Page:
One of the most significant sticking points in the health care debate is the growing cost of Medicaid. The cost of expanding Mediciad is rising faster than expected in many states, causing budget anxieties and political misgivings, according to Kaiser Health News. With more than 70 million people enrolled, the Congressional Budget Office projects federal Medicaid spending to grow 6 percent a year on average, rising to $650 billion in 2027 from $389 billion this year.

One of the key drivers of the rising costs of Medicaid is the cost of nursing homes for the growing aging population. By 2030, more than 1 in 5 residents in all Minnesota counties will be age 65 or older, according to Wilder research. This substantial shift in population growth will put more pressure on the state’s Medicaid system, as many more Minnesotans will enter nursing homes and be forced to rely on Medicaid to pay the steep costs.

Long-term care in Minnesota can cost anywhere from $20,000 for adult day services to $97,000 or more for private nursing home care. That cost can become an even larger burden for more than 32 percent of Minnesotans age 65+ who live with some sort of disability.

The growing cost of care is changing how Americans pay for nursing homes. While the vast majority of Medicaid enrollees are children, pregnant women and other nonelderly adults, the 6 percent of Medicaid enrollees who are in nursing homes account for 42 percent of all Medicaid spending nationally. And while most Medicaid enrollees are not nursing home residents, most nursing home residents are Medicaid enrollees. Nationally, Medicaid pays for an estimated 64 percent of the 1.4 million people in nursing homes. Minnesota doesn’t trail far behind, with 53 percent of nursing facility residents paying through Medicaid.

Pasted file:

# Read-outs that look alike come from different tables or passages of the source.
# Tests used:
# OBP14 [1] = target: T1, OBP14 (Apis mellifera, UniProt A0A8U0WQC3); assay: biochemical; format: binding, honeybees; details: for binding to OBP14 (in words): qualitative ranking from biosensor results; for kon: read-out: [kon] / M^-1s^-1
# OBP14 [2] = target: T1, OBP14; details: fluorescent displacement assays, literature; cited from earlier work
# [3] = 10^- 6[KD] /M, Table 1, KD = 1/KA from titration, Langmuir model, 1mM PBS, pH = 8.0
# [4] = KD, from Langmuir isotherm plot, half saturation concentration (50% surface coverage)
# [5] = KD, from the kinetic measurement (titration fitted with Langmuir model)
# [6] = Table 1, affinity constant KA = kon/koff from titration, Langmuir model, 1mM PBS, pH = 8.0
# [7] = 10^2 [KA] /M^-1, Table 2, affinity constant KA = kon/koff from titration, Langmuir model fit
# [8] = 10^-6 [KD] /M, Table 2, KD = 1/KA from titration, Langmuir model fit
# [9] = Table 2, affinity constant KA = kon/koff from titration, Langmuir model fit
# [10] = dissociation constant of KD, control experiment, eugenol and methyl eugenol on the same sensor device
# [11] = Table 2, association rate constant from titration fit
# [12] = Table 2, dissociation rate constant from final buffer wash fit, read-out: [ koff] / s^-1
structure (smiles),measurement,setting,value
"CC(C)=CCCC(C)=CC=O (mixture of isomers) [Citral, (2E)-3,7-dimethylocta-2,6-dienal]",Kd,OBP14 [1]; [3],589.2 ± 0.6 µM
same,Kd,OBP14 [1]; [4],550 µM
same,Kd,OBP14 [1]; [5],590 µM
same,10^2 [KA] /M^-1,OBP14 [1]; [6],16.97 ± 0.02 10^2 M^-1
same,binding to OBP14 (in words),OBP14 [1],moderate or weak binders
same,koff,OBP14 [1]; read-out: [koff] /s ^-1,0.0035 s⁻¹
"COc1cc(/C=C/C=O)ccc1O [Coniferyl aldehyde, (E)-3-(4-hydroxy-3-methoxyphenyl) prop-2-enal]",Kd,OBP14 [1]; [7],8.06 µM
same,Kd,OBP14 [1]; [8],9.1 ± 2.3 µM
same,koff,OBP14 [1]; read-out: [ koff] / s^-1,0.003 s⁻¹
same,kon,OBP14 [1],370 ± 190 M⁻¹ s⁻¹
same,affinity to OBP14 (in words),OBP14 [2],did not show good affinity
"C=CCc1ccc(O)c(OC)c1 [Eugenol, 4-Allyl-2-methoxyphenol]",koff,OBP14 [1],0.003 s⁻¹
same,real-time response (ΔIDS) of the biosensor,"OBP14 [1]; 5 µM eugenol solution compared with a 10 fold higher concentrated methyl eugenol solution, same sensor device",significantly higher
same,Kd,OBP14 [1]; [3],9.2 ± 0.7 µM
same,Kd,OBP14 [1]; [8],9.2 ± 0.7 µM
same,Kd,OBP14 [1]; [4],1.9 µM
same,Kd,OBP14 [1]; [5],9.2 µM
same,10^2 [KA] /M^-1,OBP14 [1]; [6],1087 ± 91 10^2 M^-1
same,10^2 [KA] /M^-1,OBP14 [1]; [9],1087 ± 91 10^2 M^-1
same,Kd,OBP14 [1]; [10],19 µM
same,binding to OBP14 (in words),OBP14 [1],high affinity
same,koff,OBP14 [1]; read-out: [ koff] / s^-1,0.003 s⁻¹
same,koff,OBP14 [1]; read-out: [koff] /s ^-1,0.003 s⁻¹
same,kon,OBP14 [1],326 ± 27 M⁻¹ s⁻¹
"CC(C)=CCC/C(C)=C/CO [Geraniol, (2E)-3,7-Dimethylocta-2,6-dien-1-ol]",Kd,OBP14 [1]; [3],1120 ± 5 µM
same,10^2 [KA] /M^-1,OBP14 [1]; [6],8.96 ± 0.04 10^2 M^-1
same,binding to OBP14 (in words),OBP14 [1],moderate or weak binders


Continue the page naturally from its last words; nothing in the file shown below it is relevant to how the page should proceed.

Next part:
Federal law requires state Medicaid programs to cover nursing home care, but it’s left up to state officials to decide how much to pay facilities. States under the growing budgetary pressure of rising Medicaid costs could decrease the amount they are willing to pay or restrict eligibility for coverage to make up for increasing costs.

Recently, the bipartisan Policy Center in Washington said about the future, “States will not be able to sustain spending for long-term care services and supports as baby boomers begin to need these services and supports.” For states trying to balance a budget and provide care for aging populations, leaders need to look to creative solutions.

Minnesota has been a leader in this arena as many communities work with ACT on Alzheimer’s to make their communities more dementia friendly, allowing more seniors to age in place and avoid entering a nursing home longer. The community-based volunteer initiative works to meet the needs of each specific community. In some, that might mean training local businesses to spot the signs of dementia or establishing a respite care program that allows caregivers a few hours of the day to run errands or tend to other needs.

Similar efforts have been shown to save not only time, but money as well. A 2014 study in the highly-regarded journal Health Affairs showed that enhanced support services for caregivers have been shown to improve caregivers’ capabilities and well-being and delay patients institutionalization, which could save Minnesota $996 million in direct care costs.

America’s population is aging and relying more and more on Medicaid every year. Until Congress finds a solution, community leaders would be wise to take actions into their own hands.